There's One Thing Left For Millennial's To Do: Vote!


There’s one thing all of us are certain to hear during every election cycle: it’s the most important of our lifetime. In fact, we hear it so often that many of us have become immune to what it’s implying – except for the fact that this year, it might actually be true. Of course, while every prior election has been significant in its own way, the results of the 2016 election have redefined “importance” in ways none of us ever imagined. On a national level, our democracy is functional but fragile, as the current administration continues to threaten the American institutions that keep us stable; on a state level, our challenges demand solutions that can no longer be postponed by ineffective, status quo governing.

While the choices we need to make seem obvious, they remain dependent on our collective motivation to make them. This starts with my generation: millennial s

Political complacency has been a stigma that has continually plagued millennial s, even as we have surpassed the baby boomers in becoming the largest voting demographic in the nation. Our lack of interest is used as a tool for blame on election outcomes, and when we finally do show the motivation to take action, it’s usually seen as nothing more than an incoherent and poorly executed excuse to complain.

To some degree, the numbers reflect this reality: in 2012, 49% of 18-35 year old’s turned out to vote; in 2016, that number increased to 50 - a whopping 1%. The numbers for midterm elections, as you can imagine, are far less.

However, this generation now has the opportunity to change this conversation more decidedly – and the proof of this change seems to be occurring throughout the nation. Millennial s are beginning to age – finishing their education, starting careers, settling in locations, and starting families – making the importance of the issues, and how those issues affect the future – more firmly in reach. Much of this, in turn, has motivated more millennial s to run for office than ever before – in fact, I was one of them during this year’s primary here in Palm Beach County.

At the same time, the excuses often used to ignore political conversation are dwindling, too. Because this generation is more proficient and adaptable with technology, social media, and the rapid evolution of both, conversation about the issues that surround our politics is more available, more effortless, and less avoidable than at any point prior.

Yet, for as much as these indicators show that the level of engagement might be changing, they will only have a minimal impact as long as people stay home on Election Day.

In years past, not showing up to vote may have seemed like a more acceptable option, since the choices available to us often felt like simple ideological differences that were conventional, ordinary, and safe. Today, the possibility of a president left unchecked, or a state that continues to find little urgency in correcting the vastness of our environmental crises, addressing our educational priorities, and establishing more acceptable standards of living are nothing short of a series of reckless scenarios that can be easily avoided.

For millennials, the results of inaction are perhaps the most consequential. This is the generation that will be around to witness rising seas, to work toward vanishing social security, to send their kids to schools that lack proper funding – and protection.

Those are risks that none of us can possibly accept.

With that, I leave my fellow millennial s with the following message: jeopardizing our entire future would be a tragic price to pay for our failure to spend less than 15 minutes filling out a ballot. In just over a month, let’s finally put this stigma behind us by taking action, showing up to vote, and making the difference. Your happy hour that Tuesday will be a real reason to celebrate.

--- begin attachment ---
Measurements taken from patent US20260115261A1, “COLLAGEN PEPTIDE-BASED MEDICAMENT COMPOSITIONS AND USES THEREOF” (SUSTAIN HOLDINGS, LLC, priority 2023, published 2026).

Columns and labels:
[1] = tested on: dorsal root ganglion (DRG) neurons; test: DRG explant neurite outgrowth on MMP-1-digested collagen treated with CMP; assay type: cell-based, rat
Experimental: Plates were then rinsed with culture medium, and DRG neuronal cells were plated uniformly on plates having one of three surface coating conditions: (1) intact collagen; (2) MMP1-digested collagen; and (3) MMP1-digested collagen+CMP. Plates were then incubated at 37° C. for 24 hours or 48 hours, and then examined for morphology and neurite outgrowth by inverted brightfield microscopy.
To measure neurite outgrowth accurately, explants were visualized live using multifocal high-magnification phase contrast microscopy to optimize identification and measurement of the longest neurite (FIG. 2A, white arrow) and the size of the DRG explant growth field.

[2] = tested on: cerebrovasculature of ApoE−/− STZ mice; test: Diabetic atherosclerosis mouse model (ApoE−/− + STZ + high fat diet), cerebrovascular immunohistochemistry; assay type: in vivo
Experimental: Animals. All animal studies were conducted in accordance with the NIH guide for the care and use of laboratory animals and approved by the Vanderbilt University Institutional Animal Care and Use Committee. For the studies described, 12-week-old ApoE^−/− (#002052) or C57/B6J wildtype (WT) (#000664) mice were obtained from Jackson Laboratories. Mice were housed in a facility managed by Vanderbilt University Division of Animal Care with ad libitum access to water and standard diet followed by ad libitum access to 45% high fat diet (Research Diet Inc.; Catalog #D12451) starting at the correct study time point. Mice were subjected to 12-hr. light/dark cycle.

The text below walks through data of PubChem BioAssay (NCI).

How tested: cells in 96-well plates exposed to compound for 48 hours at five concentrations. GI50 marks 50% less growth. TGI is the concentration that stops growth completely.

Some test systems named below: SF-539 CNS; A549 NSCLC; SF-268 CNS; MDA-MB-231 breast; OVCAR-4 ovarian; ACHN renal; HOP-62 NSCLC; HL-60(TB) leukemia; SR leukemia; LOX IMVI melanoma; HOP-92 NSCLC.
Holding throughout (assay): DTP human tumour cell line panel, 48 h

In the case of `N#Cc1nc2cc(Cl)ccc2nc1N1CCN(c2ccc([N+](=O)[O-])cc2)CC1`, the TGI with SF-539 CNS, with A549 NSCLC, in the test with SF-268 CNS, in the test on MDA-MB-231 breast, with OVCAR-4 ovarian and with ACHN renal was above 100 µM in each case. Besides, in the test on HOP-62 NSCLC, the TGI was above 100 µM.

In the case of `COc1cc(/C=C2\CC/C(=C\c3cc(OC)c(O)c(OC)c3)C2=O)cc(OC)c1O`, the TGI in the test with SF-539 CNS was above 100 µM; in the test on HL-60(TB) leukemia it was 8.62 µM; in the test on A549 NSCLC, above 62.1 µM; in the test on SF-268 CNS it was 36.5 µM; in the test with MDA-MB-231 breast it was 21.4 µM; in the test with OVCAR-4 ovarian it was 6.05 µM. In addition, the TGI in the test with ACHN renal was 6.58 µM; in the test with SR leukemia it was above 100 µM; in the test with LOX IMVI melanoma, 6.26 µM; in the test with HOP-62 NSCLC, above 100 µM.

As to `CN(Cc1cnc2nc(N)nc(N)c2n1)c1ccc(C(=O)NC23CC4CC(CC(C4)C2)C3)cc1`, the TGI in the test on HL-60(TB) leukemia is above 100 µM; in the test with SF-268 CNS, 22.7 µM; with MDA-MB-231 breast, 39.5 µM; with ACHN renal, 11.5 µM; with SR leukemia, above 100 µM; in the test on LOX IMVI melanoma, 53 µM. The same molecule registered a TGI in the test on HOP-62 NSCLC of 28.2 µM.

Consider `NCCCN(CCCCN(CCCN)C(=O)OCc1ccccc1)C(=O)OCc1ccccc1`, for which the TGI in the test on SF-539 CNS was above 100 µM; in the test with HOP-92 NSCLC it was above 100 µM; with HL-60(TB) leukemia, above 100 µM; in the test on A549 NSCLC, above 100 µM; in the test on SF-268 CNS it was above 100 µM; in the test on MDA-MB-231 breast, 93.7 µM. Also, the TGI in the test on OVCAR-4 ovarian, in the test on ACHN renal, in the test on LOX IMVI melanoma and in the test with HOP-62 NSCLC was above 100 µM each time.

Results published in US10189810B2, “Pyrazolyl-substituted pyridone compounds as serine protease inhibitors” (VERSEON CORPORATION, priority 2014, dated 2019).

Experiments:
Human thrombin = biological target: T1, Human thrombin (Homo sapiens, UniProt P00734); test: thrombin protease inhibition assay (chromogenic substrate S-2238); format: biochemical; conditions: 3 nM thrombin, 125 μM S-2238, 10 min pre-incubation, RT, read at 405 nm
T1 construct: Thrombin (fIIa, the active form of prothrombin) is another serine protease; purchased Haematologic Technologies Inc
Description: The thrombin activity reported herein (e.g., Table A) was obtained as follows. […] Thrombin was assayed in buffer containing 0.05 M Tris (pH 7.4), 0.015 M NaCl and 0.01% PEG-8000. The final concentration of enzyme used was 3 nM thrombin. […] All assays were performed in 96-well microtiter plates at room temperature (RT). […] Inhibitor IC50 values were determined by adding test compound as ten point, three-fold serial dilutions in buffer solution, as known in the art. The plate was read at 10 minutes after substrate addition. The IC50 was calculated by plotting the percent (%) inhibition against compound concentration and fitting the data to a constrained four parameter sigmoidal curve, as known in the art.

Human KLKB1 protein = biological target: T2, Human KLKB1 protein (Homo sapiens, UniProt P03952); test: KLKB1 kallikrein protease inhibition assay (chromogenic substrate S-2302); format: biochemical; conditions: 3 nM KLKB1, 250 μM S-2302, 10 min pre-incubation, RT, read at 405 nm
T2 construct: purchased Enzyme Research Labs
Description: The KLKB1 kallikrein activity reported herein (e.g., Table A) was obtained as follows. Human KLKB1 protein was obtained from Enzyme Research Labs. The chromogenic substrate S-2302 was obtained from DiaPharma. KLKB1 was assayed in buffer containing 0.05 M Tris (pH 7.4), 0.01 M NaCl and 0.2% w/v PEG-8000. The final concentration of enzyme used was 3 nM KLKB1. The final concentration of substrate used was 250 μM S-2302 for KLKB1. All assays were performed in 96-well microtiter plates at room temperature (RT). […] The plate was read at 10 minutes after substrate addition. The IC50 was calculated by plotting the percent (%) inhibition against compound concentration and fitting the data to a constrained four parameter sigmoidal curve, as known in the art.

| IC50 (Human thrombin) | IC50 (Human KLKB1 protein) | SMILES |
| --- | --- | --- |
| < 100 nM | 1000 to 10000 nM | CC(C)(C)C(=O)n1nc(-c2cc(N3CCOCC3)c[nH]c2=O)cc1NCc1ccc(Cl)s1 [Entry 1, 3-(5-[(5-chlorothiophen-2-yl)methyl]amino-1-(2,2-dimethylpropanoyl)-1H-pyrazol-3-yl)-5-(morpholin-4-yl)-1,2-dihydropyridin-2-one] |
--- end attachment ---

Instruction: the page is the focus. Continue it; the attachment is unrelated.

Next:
If you’d like to hear more of Ryan’s thought’s you can follow him on Facebook here.

Stealing the Debt

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By: Eric Bruns

The United States national debt surpassed $21 trillion on March 15th, 2018.  This is yet another milestone in the saga of ever increasing debt in America and, as usual, there was very little mention of this fact.  Outside of the fact that we’re all Americans that care deeply about our country, why does the ever increasing national debt and the current lack of any serious plan to address it matter to us as Democrats?  Because it’s a serious threat.  However, combating the national debt isn’t just a serious issue that requires a serious solution, it presents an opportunity to shift the political landscape for foreseeable future and steal a march on Republicans.

The national debt is the single largest long-term threat to our nation’s social safety net.  The programs that comprise the social safety net are among the greatest resources our country has for protecting those less fortunate.  They provide much needed relief for those that have fallen on hard times and need a hand up.  As Democrats, we constantly see it as our duty to protect those programs.  While we have fought hard to protect these programs from being dismembered legislatively, we’ve done little to ensure their long-term viability for the coming generations.

For the FY 2019 federal budget, the federal government will spend $363 billion on interest payments toward the debt.  By 2028, the interest payments alone are projected to increase to $761 billion per year.  That is an absolutely mind boggling amount to be spending on interest payments in a given year.  Think of what we could do with that amount of money for those that could most use the assistance.  In essence, as the amount of money we pay towards interest on the debt increases, the less money will be left to fund these program.  If we continue down the path of ignoring this problem until we can’t, we will be forced into a solution that will inflict maximum damage on the largest amount of people.  However, if we begin to seriously work on the issue now, we can come up with a solution that avoids hurting those that can afford it the least.

Deficit spending and the national debt is an issue Republicans have consistently used to lambast Democrats as “tax and spend liberals.”  However, the passage of the Republican tax cuts last year effectively showed that when it comes time to lead, Republicans lacked the intestinal fortitude to tackle an issue they claim is one of their most important. In reality, they made it worse and ended up increasing the projected national debt by $1.5 trillion over the next 10 years.  This has created an opportunity for Democrats to not just protect the long term viability of the social safety net, but snatch this issue away from Republicans and bludgeon them with the stick of hypocrisy.